Improved averages were seen at all three NEMSA gimmer lambs sales at Hawes Farmers Auction Mart. The traditional and keynote two-day opener attracted a solid turnout of 23,459 head, compared to 23,036 the previous year, and they averaged £80.38, a small, yet significant improvement on 2018’s £79.06.
The second sale of 6,262 lambs (2018 7,035) averaged £69.74, a nice rise on the previous year’s £63.53. While numbers at the third sale decreased from 1,639 to 1,394, the average again showed a very significant increase – up from £51.27 to £67.40.
Chairman Andrew Pratt commented: “Confidence in Mule gimmer lambs increased as the season progressed following a cautious start. Small running lambs, especially, became more sought after in the later sales as demand went up.”
Hexham and Northern Marts’ opening ewe lamb sale produced an overall average of £101.84, with the second sale averaging £95.55.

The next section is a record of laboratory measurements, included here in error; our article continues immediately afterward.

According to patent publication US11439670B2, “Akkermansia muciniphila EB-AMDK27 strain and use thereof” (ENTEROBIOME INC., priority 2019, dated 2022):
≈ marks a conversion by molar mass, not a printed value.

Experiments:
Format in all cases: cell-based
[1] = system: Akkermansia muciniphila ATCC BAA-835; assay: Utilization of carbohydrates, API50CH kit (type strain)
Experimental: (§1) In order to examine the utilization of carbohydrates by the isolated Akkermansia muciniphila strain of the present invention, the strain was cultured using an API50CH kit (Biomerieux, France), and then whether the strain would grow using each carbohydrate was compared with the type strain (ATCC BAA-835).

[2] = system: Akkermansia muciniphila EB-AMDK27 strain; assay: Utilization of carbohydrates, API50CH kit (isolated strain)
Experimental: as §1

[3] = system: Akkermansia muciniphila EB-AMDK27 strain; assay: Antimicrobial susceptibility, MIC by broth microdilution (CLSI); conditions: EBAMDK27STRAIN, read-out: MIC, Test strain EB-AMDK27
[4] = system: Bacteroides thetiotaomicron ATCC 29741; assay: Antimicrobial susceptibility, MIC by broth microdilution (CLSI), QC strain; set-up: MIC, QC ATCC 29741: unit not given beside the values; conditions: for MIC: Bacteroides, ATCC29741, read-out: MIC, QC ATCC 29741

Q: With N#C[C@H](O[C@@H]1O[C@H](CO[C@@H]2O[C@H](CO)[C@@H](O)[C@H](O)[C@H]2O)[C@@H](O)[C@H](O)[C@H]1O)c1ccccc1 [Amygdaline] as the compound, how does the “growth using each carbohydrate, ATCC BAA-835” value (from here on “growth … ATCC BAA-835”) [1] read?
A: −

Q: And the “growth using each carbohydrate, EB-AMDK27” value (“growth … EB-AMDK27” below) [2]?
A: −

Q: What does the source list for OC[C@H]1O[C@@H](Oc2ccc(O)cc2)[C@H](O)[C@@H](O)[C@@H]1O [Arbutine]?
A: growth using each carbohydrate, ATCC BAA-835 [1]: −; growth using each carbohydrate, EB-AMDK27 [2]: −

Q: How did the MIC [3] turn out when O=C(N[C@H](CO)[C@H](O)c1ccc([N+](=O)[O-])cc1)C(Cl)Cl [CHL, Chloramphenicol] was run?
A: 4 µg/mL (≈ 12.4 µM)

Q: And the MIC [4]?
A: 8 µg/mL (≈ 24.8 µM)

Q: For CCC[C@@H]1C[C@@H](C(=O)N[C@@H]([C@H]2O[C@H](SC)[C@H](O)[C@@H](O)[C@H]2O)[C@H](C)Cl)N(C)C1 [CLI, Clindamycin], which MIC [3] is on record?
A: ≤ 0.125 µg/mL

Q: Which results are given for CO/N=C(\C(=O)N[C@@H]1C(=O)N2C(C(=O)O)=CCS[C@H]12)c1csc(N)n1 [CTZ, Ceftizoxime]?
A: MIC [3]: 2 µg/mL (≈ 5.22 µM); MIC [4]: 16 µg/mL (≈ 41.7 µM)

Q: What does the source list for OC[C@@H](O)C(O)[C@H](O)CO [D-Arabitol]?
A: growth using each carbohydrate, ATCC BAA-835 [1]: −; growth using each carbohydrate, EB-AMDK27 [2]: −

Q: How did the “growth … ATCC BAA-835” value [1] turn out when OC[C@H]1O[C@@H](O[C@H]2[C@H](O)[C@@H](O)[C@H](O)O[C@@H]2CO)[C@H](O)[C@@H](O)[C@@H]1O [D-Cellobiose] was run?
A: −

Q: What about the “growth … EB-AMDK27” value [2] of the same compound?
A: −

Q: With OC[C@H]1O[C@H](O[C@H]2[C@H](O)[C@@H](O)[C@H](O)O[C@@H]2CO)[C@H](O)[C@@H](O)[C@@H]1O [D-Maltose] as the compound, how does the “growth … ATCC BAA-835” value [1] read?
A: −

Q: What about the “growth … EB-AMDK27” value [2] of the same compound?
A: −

Auctioneer Trevor Simpson commented:“The turnout of lambs at the first sale were all bred from Northumberland-type Blackface ewes and mainly all tupping lambs. An excellent show of lambs presented in good bloom was considerably easier on the year.
“The second sale again saw the majority bred from the Blackface ewe, with the tupping lambs following the trade of the first sale, but the running lambs met a fast trade and finished well up on the year.”
The traditional Tow Law sale of Mule gimmer lambs, again all out of Swaledale ewes, sold at Hexham on behalf of NEMSA”s Weardale Branch, had an entry of 5,805 head to average £84.13, +20p.
“A great show was forward, with a packed ring of both local and distant buyers from the North of Scotland, Worcester and Wales who attend this sale annually, along with new faces to this centre, resulted in the stronger tupping lambs easily sold, but others harder to sell, though stronger and smaller running lambs were easy to sell,” said Mr Simpson.
North West Auctions J36 great annual show and sale on behalf of NEMSA Kendal Branch began with the traditional ‘Stars in Your Eyes’ show evening the night before. It continues to grow in popularity each year and produced a new record high price of £360 for the champion lamb.